‘Harvey’ is a whimsical charmer

Elwood P. Dowd (Michael Pulliam) straightens the tie of his invisible friend, Harvey, as his sister Veta (at right, Beth Garrow), and niece, Myrtle Mae (Hana Valle), look on in disbelief.
• Jack Grace Photo

Elwood P. Dowd (Michael Pulliam) straightens the tie of his invisible friend, Harvey, as his sister Veta (at right, Beth Garrow), and niece, Myrtle Mae (Hana Valle), look on in disbelief. • Jack Grace Photo

“My mother used to say to me: ‘In this world, Elwood, you must be oh-so-smart or oh-so-pleasant.’ Well, for years I was smart. I recommend pleasant.”

Those words, uttered by the guileless Elwood P. Dowd, sum up Maui OnStage’s heartwarming production of Mary Chase’s Pulitzer Prize-winning comedic play, “Harvey,” which runs through Oct. 15 at the Historic Iao Theater in Wailuku.

Michael Pulliam shines as the ever-affable Dowd, who has an imaginary (or is he?) best friend: a six-foot, one-and-a-half-inch tall invisible white rabbit named Harvey. Harvey is a pooka, a benevolent but mischievous creature of Celtic folklore that “appears here and there, now and then, to this one and that one.”

Elwood introduces Harvey to everyone he meets — much to the horror of his image-conscious sister, Veta Louise Simmons (played by Beth Garrow) and her soon-to-be spinster daughter, Myrtle Mae (played by Hana Valle). Veta and Myrtle Mae decide that the only way to salvage their family’s reputation is to have an unsuspecting Elwood committed to the local sanitarium. But when Veta confesses that she, too, has seen the giant rabbit, she winds up being committed instead — a mix-up that unleashes a comical chain of events.

As the frazzled, wild-eyed Veta, Garrow delivers some of the biggest laughs of the night. Bennett Cale also scores plenty of laughs as the self-important sanitarium director, Dr. William R. Chumley, while Ross Young shows off his considerable physical comedy chops as Duane Wilson, the sanitarium’s strong-arm orderly.

Michael A. Harrell (from left), Shyela Stephens and Michael Pulliam star in Maui OnStage’s production of “Harvey,” which runs through Oct. 15, at the Historic Iao Theater in Wailuku. • JACK GRACE photo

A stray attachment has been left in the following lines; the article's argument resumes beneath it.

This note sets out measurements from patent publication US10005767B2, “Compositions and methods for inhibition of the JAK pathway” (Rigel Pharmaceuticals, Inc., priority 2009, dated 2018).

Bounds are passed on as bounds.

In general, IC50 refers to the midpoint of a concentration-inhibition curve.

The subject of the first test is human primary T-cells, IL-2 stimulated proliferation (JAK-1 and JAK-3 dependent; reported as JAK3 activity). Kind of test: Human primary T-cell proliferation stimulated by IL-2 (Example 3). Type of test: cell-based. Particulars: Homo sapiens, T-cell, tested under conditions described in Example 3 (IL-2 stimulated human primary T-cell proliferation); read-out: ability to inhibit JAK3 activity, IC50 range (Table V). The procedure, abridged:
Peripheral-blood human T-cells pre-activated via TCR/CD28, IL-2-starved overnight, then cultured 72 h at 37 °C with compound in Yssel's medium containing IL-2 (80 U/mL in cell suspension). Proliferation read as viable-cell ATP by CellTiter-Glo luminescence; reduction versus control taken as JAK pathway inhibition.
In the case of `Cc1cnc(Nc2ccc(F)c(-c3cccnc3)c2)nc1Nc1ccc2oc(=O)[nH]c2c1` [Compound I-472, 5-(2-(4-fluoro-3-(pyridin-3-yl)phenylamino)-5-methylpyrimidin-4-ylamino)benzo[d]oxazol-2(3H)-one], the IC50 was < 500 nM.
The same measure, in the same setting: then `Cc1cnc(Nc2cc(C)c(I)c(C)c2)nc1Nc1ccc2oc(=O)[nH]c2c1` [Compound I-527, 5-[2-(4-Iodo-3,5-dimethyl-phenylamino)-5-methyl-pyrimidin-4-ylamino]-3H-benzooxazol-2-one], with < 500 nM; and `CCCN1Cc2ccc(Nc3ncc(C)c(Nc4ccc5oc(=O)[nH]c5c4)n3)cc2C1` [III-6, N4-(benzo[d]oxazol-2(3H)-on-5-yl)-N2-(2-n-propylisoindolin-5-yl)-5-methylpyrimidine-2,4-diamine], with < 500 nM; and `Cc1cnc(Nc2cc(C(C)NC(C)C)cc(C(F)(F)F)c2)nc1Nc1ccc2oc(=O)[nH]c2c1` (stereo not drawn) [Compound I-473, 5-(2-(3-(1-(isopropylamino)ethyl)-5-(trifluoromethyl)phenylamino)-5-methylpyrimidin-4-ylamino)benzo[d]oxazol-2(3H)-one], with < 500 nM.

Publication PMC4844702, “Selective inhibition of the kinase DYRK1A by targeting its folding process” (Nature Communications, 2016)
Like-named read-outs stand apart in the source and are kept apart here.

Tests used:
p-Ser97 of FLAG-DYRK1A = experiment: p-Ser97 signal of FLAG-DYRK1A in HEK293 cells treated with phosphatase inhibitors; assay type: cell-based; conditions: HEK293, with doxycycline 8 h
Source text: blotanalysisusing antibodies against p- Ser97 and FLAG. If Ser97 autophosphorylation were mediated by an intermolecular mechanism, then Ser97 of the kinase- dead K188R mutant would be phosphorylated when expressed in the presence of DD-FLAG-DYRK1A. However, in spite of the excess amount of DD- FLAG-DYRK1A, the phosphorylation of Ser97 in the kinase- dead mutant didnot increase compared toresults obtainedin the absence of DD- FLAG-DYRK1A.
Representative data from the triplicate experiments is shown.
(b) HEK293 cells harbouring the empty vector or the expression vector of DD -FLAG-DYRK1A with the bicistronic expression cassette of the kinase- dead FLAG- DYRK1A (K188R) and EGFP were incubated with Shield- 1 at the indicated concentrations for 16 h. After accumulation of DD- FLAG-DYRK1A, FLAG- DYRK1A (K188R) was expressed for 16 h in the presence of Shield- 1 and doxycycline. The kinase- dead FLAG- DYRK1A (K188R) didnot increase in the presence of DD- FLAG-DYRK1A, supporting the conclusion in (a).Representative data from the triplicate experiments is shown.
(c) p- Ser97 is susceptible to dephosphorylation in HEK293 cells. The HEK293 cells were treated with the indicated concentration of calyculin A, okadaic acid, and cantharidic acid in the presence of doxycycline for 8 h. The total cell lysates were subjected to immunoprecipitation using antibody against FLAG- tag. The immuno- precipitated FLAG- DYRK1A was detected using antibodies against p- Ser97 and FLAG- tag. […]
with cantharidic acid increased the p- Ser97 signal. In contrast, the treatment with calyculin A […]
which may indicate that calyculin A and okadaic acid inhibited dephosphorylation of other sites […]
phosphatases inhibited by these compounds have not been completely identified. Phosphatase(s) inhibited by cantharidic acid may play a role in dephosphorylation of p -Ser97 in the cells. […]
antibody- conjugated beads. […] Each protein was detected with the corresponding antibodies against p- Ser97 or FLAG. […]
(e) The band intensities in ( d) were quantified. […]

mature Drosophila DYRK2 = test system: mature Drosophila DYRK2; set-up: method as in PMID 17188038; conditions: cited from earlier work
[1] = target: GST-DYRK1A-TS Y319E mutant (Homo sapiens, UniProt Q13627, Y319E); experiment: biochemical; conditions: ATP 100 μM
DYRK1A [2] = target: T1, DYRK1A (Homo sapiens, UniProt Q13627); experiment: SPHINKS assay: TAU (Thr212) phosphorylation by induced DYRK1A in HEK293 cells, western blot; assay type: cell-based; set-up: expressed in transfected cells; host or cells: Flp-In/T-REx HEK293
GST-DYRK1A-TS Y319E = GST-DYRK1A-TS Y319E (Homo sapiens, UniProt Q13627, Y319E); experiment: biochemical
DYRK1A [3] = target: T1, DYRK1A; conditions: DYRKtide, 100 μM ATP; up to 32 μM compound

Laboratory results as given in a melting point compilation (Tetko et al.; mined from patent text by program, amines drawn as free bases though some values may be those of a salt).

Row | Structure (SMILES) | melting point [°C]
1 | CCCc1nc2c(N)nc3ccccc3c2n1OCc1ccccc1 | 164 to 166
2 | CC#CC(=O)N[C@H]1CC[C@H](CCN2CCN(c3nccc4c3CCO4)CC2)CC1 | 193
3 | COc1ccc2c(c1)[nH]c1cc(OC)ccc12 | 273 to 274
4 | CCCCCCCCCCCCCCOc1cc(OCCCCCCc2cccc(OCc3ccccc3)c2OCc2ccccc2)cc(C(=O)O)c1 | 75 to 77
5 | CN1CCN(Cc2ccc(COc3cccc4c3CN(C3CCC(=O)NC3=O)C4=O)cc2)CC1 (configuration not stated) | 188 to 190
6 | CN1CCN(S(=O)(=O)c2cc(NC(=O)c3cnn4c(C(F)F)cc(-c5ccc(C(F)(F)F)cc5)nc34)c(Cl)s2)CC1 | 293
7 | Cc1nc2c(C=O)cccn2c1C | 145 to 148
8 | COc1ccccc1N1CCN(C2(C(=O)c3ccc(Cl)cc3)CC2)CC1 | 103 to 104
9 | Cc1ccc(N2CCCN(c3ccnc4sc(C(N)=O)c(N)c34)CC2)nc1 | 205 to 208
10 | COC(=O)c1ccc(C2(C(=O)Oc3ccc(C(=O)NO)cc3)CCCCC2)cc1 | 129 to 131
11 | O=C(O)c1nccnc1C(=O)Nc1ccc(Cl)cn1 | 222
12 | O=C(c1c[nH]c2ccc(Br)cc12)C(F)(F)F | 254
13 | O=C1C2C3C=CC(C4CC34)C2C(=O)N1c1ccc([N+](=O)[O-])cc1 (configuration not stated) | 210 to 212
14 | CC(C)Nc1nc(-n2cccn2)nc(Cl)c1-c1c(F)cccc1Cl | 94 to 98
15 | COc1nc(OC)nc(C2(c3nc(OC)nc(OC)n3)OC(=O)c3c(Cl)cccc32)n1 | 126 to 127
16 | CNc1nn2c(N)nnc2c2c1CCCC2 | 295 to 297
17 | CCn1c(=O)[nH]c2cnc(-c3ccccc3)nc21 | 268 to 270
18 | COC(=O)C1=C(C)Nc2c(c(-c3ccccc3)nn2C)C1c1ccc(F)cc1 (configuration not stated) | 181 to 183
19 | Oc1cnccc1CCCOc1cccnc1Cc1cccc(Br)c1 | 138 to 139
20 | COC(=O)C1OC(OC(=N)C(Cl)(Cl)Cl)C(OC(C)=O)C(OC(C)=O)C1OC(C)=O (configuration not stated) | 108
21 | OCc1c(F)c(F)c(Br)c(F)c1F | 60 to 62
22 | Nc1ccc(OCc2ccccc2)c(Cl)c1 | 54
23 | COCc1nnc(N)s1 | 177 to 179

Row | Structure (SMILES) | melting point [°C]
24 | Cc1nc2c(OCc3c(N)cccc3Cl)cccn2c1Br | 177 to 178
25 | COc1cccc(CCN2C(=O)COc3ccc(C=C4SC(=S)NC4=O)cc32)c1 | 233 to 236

Michael A. Harrell (from left), Shyela Stephens and Michael Pulliam star in Maui OnStage’s production of “Harvey,” which runs through Oct. 15, at the Historic Iao Theater in Wailuku. • JACK GRACE photo

Shyela Stephens, a newcomer to Maui OnStage, brings warmth to the role of Ruth Kelly, the sanitarium’s sympathetic head nurse. Rounding out the cast are Michael A. Harrell as the flirtatious associate psychiatrist Dr. Lyman Sanderson; Marsi Smith as Dr. Chumley’s socialite wife, Betty; Scott M. Smith as family friend Judge Omar Gaffney; Cindy Reeves as “Aunt” Ethel Chauvenet; V. Wolfe Young as disgruntled cabbie E.J. Lofgren; and Faith Harding as Miss Johnson.

Stage lighting and some “theater magic” add extra charm to the production, and Caro Walker’s functional set design is both eye-catching and nostalgia-inducing. The same can be said for the handiwork of costume designer Vicki Nelson, who created the 1940s-inspired costumes.

Ably directed by Dale Button, “Harvey” is a sweetly endearing, light-hearted comedy that explores the themes of individuality, kindness and compassion.

Maui OnStage’s production of “Harvey” is appropriate for audience members of all ages.

* Performances take place at 7:30 p.m. on Fridays and Saturdays and at 3 p.m. on Sundays. Tickets range from $20 to $40. To purchase tickets for “Harvey” call 242-6969 or order online at www.mauionstage.com.

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